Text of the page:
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Using Too and Not Something Enough

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When we are unhappy about something we can complain about it. Complain is the verb and complaint is the noun. The collocation is 'make a complaint' or 'have a complaint'.

Using too

For today's lesson take a look at the picture above. What's wrong with the bed? I'm sure the man has a complaint to make. He can say:

'The bed is too small.'

Too is used to make the following adjective negative. In this case, small takes on a negative meaning.

We often follow up our complaint a reason using to after the adjective:

'The bed is too small to sleep on'.

Using not adjective enough

There is also another way that we can complain using a different form. Again, let's use the picture above:

The bed is not big enough. = NOT + ADJECTIVE + ENOUGH

This sentence has the same meaning as 'the bed is too small'. All we have to do is use the opposite adjective: big - small. Let's look at some other examples:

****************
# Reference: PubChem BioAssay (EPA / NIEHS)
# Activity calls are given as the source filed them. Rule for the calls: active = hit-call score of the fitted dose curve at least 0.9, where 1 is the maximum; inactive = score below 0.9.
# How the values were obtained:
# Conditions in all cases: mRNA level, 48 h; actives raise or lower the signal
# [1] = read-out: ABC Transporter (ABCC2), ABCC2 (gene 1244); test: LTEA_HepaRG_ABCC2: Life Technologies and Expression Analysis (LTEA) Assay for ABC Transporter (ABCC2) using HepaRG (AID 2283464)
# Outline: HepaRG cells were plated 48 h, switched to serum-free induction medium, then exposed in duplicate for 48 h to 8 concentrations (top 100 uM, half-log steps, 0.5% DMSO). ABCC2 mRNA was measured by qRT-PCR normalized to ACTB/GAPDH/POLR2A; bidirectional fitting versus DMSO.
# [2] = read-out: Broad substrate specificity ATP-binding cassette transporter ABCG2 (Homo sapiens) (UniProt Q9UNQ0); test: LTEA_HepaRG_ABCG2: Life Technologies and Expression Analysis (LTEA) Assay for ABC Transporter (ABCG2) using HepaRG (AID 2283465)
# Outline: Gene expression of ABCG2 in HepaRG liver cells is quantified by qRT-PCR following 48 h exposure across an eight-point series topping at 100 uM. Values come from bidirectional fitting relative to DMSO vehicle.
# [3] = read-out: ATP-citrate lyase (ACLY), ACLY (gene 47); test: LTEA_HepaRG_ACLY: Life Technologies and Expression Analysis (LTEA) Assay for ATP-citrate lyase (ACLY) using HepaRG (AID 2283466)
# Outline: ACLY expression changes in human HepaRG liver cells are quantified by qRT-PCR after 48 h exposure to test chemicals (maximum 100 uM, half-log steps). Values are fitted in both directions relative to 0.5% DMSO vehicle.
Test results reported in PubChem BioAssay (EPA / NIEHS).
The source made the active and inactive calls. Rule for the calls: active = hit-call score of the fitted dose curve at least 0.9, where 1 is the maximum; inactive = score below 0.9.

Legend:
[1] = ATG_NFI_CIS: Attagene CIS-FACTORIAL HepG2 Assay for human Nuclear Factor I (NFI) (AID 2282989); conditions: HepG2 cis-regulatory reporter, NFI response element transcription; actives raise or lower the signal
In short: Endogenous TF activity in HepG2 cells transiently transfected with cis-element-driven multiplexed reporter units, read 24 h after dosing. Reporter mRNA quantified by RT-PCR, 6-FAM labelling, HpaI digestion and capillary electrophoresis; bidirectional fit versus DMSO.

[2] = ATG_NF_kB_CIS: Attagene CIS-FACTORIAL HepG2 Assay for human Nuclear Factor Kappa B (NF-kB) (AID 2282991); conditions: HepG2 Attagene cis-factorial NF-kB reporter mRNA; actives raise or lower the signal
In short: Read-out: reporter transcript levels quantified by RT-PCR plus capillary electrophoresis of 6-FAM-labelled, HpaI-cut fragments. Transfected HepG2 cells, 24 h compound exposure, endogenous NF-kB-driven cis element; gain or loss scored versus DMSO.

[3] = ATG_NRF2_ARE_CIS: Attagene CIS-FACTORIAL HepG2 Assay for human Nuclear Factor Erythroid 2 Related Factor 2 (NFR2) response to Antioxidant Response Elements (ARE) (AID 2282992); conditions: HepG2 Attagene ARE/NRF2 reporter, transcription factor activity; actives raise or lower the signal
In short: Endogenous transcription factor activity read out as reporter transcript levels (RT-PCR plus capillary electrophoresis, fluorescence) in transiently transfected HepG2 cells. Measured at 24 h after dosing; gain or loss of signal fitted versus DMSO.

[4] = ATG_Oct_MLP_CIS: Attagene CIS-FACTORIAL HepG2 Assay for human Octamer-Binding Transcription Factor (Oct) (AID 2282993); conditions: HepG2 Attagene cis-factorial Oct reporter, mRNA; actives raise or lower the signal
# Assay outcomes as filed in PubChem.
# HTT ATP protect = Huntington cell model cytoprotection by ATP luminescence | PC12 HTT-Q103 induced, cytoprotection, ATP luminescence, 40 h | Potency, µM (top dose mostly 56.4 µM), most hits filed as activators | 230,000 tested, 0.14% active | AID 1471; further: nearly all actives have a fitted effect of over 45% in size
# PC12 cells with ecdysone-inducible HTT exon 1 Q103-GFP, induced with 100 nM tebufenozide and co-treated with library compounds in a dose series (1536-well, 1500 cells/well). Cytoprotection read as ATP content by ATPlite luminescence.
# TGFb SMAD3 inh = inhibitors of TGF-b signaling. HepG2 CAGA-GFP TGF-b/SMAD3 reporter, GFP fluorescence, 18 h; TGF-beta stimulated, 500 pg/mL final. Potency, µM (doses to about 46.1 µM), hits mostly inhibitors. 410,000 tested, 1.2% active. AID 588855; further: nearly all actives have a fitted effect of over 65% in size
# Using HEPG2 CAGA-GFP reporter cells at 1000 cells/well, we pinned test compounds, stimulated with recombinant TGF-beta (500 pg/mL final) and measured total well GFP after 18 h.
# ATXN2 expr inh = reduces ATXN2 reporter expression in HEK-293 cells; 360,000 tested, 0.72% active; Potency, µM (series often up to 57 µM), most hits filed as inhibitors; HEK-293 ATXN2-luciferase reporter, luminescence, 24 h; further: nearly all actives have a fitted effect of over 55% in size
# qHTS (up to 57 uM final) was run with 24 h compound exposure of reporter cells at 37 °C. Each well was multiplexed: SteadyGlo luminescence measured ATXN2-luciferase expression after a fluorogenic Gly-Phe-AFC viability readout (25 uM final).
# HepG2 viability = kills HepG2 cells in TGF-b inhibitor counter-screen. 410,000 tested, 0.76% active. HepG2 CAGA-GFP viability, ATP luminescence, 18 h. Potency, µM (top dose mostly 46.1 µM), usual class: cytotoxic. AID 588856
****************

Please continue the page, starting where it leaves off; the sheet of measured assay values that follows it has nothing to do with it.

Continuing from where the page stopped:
'My coffee is too cold (to drink)' becomes 'my coffee is not hot enough'.
'The test was too difficult' becomes 'the test was not easy enough'.
'The water is too cool' becomes 'The water is not warm enough'.

using very

It is important to remember that very does not have a fixed negative meaning. Very is used to give strength to the adjective that follows it. Very is neutral; it can be used to make positive sentences:

'I'm very happy with the news.'
'The food was very good.'

Now complete the sentences using too, very, enough or not

 

Link: How to use 'Unless' and 'As long as''

  • It's cold to go swimming in winter.
  • Your parents are nice.
  • Waiter. My soup is hot enough.
  • I am not old to drive.
  • The park is far to walk to.
  • He moved into a nice apartment in the city. I wish I could afford to live there.
  • Can I try on another size? This one is big enough.